Thursday, 16 January 2014

Chestnut and Red Onion Tarts


I've made these delicious tarts a few times over the holiday period and have been asked for the recipe on each occasion so, as I haven't written any food posts for a while, now seems like a good opportunity.  The new internet sanctions coming into force may jeopardise all but food and travel blogs in Turkey hence it's time to up my foodie credentials.  These tarts can either be made as small bite-size canapés or a large tray bake to serve with salad as a supper dish.  When buying chestnuts, choose the biggest ones you can find; in Turkey I favour Bursa Kestane. They are more expensive but are much easier to peel and in the end you will get more cooked chestnuts for your money.


For the pastry
200 gr plain flour
100 gr butter
pinch of salt
cold water 

For the filling
3 large red onions
500gr chestnuts
200gr white/feta cheese
olive oil for frying


I make my shortcrust pastry the old fashioned way by rubbing the butter into the flour and salt until the mixture resembles breadcrumbs and then adding chilled water slowly by the tablespoon until the mixture comes together  and can be made into a ball.  When pushed for time, I've  put all ingredients except water into a food processor and whizzed it together before slowly adding the water and this also makes acceptable pastry, but it's not a light as the finger-tip method.  Most important is to wrap the pastry ball in film and chill for at least an hour.  While it's in the fridge, make the filling by cutting a cross in the rounded side of each chestnut. Place on a tray in an oven preheated to 200C for 20 minutes, turning each chestnut over after 10 minutes. Set aside to cool until you can easily handle them, but don't let them get cold because this makes getting the skins off  much more difficult.  Peal and chop the onions and fry until soft but not browned in a splash of olive oil.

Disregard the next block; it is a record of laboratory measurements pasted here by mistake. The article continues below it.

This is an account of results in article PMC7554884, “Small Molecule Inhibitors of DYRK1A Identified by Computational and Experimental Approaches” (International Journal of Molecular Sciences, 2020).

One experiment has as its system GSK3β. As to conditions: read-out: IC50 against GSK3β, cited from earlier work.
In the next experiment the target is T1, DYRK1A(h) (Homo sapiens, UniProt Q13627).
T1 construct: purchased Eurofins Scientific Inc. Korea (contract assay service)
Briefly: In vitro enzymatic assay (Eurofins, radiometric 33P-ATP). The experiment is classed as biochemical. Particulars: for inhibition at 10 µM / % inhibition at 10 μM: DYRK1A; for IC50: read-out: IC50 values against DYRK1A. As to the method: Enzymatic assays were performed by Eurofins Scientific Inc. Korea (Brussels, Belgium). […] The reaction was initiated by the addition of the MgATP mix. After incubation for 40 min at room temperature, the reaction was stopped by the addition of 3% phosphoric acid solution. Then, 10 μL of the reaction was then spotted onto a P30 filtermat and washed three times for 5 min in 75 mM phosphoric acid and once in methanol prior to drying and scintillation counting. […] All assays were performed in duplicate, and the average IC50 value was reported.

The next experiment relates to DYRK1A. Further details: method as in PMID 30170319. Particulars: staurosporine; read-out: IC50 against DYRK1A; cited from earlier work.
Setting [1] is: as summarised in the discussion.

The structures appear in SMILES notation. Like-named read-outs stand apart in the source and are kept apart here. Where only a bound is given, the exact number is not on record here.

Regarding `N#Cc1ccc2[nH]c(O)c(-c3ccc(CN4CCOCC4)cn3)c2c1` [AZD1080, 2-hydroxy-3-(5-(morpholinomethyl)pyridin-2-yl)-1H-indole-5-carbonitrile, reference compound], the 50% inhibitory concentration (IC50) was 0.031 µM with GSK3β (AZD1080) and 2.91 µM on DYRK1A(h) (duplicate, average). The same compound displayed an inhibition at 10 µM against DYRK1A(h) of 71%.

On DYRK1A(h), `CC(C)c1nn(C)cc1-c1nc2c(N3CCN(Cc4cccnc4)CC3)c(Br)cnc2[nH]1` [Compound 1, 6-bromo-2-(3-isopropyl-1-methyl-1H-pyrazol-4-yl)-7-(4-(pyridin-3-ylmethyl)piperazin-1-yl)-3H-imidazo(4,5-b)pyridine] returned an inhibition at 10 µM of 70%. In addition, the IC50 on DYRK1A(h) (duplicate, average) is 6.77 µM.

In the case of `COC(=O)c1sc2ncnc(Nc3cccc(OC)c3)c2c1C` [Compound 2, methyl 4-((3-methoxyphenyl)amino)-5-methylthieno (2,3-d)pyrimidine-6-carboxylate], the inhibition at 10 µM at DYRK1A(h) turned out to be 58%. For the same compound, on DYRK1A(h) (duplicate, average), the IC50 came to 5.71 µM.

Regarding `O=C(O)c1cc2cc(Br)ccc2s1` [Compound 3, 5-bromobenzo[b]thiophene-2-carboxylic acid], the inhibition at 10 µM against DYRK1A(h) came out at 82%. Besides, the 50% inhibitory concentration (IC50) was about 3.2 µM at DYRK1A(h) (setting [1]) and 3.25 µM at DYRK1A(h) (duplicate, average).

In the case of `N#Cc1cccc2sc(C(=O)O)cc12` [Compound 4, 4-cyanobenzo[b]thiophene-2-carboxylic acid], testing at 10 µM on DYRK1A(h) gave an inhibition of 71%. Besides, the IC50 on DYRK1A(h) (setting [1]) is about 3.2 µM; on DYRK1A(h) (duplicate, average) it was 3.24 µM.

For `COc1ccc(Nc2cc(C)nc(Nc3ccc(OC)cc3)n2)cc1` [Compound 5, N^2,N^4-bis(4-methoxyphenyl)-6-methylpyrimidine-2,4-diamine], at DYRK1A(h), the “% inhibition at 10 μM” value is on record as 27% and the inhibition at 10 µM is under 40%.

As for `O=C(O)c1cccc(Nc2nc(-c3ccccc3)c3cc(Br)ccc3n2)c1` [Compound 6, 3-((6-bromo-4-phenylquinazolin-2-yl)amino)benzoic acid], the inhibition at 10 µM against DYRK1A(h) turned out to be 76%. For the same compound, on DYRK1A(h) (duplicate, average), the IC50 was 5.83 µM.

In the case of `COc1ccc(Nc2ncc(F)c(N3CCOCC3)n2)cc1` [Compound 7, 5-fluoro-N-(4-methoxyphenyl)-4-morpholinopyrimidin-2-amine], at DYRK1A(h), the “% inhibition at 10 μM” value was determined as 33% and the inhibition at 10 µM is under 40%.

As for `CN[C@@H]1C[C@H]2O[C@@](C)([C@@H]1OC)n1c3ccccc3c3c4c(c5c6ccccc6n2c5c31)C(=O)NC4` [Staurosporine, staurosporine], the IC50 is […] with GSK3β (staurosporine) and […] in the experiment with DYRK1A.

Roll the pastry as thinly as you can and either cut circles for a tart tin or line a large baking tray, you should have plenty of pastry over to keep in the fridge for another day.   Break the pealed chestnuts into smaller pieces and mix into the onions and either fill the tarts with this mixture or spread it over your pastry base.  Break the cheese up with a fork (I find rinsing feta in water before I use it improves the flavour) and sprinkle over the onion mix.  I bake this for 15 minutes in an oven preheated to 200C. If you have the option to have the heat in the oven coming from the base, you will get crisper pastry.
If you can't find chestnuts or can't be bothered to prepare them, use 100 grams of pine nuts instead. 

23 comments:

  1. Looks and sounds absolutely delicious! Is it really possible that blogs will be cracked down on in Turkey - how dreadful. Very little news gets through directly to us here in Andalucia but of course, we can search and find out quite a lot. None of it good, either. Such a dreadful shame.
    And as you cover food and travel on your blog, I'm sure we'll continue to get a real flavour of the country that way.. Axxx

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  2. Noboby knows what will happen yet Annie, just that controls will be much more stringent and as in the past both Blogger and You Tube have been banned, we know that it doesn't take much to offend.